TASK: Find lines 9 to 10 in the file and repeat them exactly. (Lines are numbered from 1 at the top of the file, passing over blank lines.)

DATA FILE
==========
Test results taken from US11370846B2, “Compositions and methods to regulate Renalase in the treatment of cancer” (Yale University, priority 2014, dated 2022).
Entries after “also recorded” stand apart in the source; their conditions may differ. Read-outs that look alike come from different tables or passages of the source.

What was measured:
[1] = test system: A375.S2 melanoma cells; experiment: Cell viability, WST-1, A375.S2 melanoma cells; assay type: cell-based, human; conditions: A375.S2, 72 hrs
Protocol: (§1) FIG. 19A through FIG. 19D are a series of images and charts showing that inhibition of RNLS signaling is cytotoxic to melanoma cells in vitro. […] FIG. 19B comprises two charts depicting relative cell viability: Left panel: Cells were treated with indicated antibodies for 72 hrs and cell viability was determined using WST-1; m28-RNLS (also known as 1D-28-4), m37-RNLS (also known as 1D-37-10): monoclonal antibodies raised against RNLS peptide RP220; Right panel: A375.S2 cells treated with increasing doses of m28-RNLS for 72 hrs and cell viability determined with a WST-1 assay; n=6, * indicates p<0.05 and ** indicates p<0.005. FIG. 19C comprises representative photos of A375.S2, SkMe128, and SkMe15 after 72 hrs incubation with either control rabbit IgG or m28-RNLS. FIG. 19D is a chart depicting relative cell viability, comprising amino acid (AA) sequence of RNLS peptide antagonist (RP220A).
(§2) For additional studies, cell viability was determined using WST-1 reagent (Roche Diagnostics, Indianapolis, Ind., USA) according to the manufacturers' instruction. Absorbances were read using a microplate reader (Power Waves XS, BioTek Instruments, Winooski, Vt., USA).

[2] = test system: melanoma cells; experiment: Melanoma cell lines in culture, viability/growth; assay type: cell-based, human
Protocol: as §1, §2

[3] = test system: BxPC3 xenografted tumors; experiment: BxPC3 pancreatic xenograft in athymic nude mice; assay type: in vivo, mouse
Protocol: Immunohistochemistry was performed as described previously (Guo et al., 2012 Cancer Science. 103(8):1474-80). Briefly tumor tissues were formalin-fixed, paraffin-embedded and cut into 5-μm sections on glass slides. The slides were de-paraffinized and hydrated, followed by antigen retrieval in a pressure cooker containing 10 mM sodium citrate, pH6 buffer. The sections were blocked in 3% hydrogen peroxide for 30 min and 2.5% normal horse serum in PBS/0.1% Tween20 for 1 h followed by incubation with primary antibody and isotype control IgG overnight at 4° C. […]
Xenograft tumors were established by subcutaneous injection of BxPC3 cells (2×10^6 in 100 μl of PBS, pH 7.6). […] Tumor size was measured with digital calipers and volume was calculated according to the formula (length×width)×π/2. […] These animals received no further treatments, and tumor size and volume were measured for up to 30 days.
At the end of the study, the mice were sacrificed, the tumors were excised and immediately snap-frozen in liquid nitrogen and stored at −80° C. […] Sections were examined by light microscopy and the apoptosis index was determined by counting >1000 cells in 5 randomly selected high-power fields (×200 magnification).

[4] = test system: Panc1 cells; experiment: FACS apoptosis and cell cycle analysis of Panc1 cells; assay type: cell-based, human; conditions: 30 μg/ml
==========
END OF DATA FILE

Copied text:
[3] = test system: BxPC3 xenografted tumors; experiment: BxPC3 pancreatic xenograft in athymic nude mice; assay type: in vivo, mouse
Protocol: Immunohistochemistry was performed as described previously (Guo et al., 2012 Cancer Science. 103(8):1474-80). Briefly tumor tissues were formalin-fixed, paraffin-embedded and cut into 5-μm sections on glass slides. The slides were de-paraffinized and hydrated, followed by antigen retrieval in a pressure cooker containing 10 mM sodium citrate, pH6 buffer. The sections were blocked in 3% hydrogen peroxide for 30 min and 2.5% normal horse serum in PBS/0.1% Tween20 for 1 h followed by incubation with primary antibody and isotype control IgG overnight at 4° C. […]